MEXICO, 2015

maxresdefault (1)

Even before it was butchered by an inept English translation the title was terrible. Los Mismos would have been a better effort at a handle but something must happen to Castilian Spanish in South America. Los Parecidos was described as a distressingly familiar film by one critic. Homage is important to both the style and plot, but there cannot be many films as nutty as Los Parecidos. Although packed with references to horror movies and The Twilight Zone there is something singular about this Mexican movie.  The famous Hollywood producer Sam Goldwyn said that a film should begin with an earthquake and build to a climax. Los Parecidos begins with a thunderstorm and the arrival of two hysterical passengers in an almost empty bus station. The arrow aimed at the climax, though, misses the target. Sam Goldwyn would not have approved. It is clear that director Isaac Ezban intends Los Parecidos to amuse and scare. Not everyone will think he succeeds. For those who relish modest gore and knowing silliness the playful absurdity of Los Parecidos will have appeal. Some of the ideas deserve applause. The scenes are played straight but fast and with comic timing.  Horror fans can have an odd sense of comedy, which is why Los Parecidos has collected devotees. Comedy is at its best exploiting desperation and not the desolation that exists in this Mexican bus station, and that is a weakness in the film, but the insistent silliness of Los Parecidos cannot be begrudged.


The waiting passengers endure terror for two reasons.   The bus will not turn up because of the torrential downpour outside the bus station, and everyone including the women will grow a beard and look the same. The person everyone looks like is Ulises played by actor Gustavo Sánchez Parra.   Ulises is anxious about his wife who is in hospital and giving birth.  Irene is pregnant and needs to get to a hospital.  Gertrudis already has a son.  These three people are particularly distraught. The rest are just moody, strange and cantankerous.  The beard of Ulises makes him, and everyone else of course, look like Sam Phillips the record producer in Memphis that helped Elvis Presley create rockabilly.  This may be more than a coincidence because Los Parecidos exists as a reminder of how Mexico and the USA share iconography.  The remote setting in the film looks like somewhere from rural Texas.  Los Parecidos has an odd rock and roll edge.

The neat trick in the film is that the terror that haunts the people in the bus station is not that terrifying. Rain downpours stop at some point, and beards can be shaved.  All the people need to do is settle down, have some patience and apply a little thought. The thinking and conversation that occur do not help. Instead, violence becomes epidemic. In Los Parecidos sympathy and support for the plight of others rarely last more than an instant, and paranoia and resentment affect everyone. For the viewer it means having to observe relentless and often mindless hysteria. Bewildered by the hair that has grown on her face the bathroom attendant attacks her beard with a knife until her face is ripped to shreds, the bathroom is covered in blood and her body has had enough.   The reaction is extreme but it is a very thick beard. Outside the bathroom the waiting passengers search for a plausible suspect that carries the beard-inducing virus.   Irene tries more than the others to be reasonable but no one emerges with credit.  The accusations come thick and fast.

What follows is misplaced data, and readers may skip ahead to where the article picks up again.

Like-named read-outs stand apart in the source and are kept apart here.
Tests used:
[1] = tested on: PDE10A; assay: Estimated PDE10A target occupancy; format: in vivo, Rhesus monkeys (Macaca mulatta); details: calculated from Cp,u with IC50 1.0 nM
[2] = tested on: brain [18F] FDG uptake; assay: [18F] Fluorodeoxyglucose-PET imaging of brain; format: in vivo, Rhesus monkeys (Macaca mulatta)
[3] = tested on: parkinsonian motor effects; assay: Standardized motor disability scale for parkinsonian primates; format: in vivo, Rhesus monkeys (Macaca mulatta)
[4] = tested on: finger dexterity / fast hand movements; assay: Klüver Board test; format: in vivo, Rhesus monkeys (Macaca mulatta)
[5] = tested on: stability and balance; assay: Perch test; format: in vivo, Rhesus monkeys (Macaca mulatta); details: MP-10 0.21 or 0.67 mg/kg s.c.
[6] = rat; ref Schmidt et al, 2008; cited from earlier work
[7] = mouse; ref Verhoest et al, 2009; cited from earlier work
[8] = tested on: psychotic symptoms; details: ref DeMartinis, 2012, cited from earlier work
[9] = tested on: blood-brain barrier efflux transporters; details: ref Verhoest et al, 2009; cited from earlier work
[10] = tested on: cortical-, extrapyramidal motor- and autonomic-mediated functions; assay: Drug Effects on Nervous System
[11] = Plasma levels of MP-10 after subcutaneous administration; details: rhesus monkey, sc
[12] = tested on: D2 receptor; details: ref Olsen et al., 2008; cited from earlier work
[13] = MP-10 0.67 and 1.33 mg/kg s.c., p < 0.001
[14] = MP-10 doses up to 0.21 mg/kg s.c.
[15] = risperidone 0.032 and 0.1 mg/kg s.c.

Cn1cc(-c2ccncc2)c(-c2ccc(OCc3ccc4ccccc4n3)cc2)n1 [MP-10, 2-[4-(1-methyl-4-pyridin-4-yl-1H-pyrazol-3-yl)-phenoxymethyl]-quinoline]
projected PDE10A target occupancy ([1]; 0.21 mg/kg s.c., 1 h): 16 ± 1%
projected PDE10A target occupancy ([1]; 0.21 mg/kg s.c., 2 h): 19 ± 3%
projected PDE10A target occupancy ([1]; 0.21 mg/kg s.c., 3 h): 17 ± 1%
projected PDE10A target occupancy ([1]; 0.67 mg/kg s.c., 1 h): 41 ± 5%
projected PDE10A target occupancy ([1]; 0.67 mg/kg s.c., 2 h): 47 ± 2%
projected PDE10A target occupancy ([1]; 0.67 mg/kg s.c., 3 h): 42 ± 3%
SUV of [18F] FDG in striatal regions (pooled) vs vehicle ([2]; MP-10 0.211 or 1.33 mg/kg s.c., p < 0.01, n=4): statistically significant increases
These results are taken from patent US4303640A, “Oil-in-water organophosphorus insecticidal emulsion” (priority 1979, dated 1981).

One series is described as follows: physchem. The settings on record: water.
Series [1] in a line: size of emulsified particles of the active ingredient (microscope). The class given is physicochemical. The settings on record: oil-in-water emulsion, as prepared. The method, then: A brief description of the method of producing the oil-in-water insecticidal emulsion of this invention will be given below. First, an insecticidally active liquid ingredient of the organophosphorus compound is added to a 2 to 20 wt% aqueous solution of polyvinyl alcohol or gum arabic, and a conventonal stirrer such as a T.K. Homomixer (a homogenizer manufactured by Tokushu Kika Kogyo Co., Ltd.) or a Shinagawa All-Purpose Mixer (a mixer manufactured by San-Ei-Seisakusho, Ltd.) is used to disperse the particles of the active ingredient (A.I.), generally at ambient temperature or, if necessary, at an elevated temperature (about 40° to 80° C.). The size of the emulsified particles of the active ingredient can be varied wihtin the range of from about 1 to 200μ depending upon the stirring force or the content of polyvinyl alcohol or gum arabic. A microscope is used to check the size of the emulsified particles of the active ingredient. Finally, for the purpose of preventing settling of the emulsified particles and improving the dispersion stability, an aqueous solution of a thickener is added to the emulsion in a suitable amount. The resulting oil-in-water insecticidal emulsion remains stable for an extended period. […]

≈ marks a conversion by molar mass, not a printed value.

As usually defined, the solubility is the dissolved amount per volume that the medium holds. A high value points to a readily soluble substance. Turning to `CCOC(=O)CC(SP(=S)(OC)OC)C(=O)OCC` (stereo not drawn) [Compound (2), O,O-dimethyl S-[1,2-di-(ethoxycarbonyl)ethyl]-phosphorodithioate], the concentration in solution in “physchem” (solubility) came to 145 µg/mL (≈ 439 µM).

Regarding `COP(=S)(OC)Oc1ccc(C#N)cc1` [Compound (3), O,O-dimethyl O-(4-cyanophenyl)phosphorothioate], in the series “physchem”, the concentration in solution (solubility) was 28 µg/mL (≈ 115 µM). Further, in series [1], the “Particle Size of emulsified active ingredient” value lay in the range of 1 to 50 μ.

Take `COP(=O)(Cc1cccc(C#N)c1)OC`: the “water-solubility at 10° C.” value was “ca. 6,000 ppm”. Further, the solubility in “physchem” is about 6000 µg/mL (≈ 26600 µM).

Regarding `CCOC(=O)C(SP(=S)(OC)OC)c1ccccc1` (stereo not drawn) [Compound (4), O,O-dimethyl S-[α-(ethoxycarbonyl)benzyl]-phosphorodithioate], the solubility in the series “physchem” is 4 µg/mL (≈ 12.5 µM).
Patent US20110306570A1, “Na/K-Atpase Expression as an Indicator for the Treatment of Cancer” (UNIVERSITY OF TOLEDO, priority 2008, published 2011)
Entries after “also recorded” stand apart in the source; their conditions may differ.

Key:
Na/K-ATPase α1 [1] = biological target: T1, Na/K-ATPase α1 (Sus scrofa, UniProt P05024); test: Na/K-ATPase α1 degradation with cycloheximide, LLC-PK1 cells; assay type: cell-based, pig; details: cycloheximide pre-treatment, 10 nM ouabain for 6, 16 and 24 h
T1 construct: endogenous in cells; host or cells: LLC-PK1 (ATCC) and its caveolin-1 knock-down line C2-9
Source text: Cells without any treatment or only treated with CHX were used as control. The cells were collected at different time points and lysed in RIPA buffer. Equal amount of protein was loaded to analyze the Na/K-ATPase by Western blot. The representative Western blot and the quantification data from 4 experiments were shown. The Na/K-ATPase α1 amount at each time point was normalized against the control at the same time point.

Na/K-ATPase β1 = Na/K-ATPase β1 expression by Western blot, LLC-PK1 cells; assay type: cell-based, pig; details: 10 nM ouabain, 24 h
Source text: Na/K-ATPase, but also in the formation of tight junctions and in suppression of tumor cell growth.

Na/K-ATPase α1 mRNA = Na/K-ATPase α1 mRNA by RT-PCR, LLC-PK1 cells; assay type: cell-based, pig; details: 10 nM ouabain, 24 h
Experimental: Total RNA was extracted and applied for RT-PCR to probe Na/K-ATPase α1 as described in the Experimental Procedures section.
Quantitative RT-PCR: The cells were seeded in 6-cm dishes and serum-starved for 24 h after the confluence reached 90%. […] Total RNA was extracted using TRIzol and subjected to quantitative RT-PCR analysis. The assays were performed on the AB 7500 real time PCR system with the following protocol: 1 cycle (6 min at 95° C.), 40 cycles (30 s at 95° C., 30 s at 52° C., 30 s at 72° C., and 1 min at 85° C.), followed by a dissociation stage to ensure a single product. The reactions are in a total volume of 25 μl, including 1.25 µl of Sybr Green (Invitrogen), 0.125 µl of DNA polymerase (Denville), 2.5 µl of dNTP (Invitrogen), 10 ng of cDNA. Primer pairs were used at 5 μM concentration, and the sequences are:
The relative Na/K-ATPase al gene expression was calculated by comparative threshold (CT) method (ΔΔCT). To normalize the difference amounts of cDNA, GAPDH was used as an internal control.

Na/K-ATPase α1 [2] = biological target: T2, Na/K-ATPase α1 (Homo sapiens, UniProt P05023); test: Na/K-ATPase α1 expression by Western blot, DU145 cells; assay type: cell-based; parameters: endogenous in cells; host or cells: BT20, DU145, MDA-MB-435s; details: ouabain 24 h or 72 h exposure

Anyone with any sense will assume that Los Parecidos has a political sub-text. The sacrifice of individuality and the aggression that we witness are a consequence of an authoritarian capitalist society.   Raise the stakes in a competitive society to ensure that survival is always at stake and winners will gorge on greed and the losers will scramble for scraps. Unaware that their lives are blighted by distorted rewards everyone will feel threatened by the others and feel compelled to attack rivals.  Inevitable envy is resented by those envied.

Throughout the film the news on the radio in the bus station mentions the Tlateloco massacre. This occurred in 1968.  Ten days before the Mexico Olympics began students in Mexico City staged a protest against the Government. The students felt that the money spent on the Olympics was extravagant and the oppression of farmers and labour unions excessive. Between 300 and 400 students were killed during the protest, and nearly 1500 were arrested. In a sane world the 1968 Mexican Olympics would have been cancelled. There was some indignation but most of it was restricted to the three African-American athletes who put single fists in the air.  Fans of athletics soon forgot the 300 dead students. All of this should confirm that Los Parecidos is a political film.